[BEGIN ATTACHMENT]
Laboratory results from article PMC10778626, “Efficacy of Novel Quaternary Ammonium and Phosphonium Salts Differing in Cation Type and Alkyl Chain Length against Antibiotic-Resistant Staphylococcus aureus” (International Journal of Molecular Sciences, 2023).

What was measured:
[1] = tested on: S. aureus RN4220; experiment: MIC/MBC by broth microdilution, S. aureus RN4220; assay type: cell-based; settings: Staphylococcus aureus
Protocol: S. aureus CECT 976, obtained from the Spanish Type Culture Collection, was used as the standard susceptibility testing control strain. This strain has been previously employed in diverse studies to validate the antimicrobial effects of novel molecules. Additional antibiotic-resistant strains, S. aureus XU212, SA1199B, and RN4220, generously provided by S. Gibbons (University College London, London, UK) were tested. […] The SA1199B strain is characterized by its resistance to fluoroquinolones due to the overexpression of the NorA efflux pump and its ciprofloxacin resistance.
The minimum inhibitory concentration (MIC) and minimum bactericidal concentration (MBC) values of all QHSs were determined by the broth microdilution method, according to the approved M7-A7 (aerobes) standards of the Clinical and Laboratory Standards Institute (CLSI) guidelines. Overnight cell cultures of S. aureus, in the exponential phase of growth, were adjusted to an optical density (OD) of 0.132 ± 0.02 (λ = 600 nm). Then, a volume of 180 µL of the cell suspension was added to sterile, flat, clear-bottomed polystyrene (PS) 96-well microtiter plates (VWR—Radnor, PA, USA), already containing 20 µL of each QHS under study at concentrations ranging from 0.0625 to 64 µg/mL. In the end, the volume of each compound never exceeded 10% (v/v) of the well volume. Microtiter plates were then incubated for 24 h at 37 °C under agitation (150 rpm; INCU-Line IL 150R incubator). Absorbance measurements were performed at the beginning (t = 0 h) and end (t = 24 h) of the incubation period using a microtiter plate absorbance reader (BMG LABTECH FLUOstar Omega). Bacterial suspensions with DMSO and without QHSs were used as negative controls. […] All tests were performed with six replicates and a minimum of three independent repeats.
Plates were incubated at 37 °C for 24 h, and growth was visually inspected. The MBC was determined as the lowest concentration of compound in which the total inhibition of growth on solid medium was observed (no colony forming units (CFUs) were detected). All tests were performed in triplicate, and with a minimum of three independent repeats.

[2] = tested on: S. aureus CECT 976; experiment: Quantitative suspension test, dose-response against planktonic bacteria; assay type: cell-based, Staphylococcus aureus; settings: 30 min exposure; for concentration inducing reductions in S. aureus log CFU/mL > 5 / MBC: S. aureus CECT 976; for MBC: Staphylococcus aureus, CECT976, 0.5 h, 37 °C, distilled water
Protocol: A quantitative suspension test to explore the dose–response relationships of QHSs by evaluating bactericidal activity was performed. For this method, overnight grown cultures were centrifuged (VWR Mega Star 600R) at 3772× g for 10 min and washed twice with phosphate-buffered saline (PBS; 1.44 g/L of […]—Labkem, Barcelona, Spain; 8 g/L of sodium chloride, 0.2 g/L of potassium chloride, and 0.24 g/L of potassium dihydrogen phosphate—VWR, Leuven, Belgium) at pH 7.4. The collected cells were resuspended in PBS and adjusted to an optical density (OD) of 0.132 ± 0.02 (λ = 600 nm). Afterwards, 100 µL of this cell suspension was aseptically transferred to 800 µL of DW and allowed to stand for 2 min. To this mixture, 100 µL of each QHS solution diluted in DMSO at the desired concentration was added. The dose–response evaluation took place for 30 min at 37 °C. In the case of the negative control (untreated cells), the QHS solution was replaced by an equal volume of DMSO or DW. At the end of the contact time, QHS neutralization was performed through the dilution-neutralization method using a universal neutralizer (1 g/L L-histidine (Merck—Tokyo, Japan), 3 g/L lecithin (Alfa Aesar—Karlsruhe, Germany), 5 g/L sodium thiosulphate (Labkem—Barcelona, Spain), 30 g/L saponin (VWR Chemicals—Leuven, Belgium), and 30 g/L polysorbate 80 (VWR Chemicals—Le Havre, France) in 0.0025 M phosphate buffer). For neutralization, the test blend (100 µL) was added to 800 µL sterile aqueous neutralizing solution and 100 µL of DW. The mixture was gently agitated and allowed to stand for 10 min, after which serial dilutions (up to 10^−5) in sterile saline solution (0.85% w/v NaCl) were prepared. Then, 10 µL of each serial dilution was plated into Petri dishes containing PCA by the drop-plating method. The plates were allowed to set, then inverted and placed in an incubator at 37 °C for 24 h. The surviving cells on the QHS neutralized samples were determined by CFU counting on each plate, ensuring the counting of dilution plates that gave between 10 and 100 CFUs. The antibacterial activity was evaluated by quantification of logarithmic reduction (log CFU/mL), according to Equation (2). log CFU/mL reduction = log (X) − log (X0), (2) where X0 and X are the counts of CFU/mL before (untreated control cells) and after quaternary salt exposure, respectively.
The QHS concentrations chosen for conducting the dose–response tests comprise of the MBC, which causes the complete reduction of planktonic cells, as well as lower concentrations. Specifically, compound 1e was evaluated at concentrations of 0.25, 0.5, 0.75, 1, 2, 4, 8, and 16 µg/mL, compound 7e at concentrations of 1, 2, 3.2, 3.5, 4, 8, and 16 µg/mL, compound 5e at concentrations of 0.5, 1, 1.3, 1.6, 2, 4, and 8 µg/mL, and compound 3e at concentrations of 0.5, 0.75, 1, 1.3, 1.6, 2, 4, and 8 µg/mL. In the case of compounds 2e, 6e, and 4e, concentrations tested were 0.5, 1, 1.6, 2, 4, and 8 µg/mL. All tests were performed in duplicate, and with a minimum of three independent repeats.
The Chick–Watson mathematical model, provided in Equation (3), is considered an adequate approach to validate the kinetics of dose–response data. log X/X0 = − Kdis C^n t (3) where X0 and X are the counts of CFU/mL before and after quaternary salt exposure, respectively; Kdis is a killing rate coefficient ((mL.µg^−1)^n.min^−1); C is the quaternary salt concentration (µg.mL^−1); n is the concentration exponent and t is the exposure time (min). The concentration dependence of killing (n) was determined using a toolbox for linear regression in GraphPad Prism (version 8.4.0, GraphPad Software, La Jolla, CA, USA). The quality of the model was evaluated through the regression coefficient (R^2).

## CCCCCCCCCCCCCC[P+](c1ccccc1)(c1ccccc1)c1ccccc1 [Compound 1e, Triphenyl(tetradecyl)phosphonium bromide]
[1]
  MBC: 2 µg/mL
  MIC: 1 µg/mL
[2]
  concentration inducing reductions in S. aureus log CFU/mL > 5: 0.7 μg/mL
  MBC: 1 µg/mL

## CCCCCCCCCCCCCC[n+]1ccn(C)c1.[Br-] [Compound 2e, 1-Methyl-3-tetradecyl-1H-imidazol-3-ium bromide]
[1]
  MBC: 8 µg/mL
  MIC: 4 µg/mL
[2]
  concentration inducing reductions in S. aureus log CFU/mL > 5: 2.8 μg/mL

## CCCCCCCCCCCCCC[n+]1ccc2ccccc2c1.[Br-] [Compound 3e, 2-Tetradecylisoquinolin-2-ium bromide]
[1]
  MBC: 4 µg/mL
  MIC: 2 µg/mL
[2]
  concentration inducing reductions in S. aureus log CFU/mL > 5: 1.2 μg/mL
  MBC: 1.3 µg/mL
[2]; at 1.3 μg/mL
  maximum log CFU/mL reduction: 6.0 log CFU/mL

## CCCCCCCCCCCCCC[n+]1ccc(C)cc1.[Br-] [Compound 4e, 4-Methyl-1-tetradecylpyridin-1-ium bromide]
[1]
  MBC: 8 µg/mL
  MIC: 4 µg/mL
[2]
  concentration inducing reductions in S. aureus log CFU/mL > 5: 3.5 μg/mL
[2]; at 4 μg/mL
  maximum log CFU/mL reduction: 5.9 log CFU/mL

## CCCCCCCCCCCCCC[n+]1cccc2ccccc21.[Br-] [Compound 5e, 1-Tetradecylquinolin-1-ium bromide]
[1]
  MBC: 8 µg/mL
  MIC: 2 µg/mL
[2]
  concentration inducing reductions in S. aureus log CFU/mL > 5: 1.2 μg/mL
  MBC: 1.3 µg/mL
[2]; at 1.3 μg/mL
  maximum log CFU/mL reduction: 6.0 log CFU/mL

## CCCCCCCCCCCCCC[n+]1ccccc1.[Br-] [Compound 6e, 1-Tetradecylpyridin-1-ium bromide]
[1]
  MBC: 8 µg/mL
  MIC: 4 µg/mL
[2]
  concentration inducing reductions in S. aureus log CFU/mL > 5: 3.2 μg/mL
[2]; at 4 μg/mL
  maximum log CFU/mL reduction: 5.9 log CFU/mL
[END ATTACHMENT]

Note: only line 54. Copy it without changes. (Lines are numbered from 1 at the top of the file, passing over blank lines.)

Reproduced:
[2]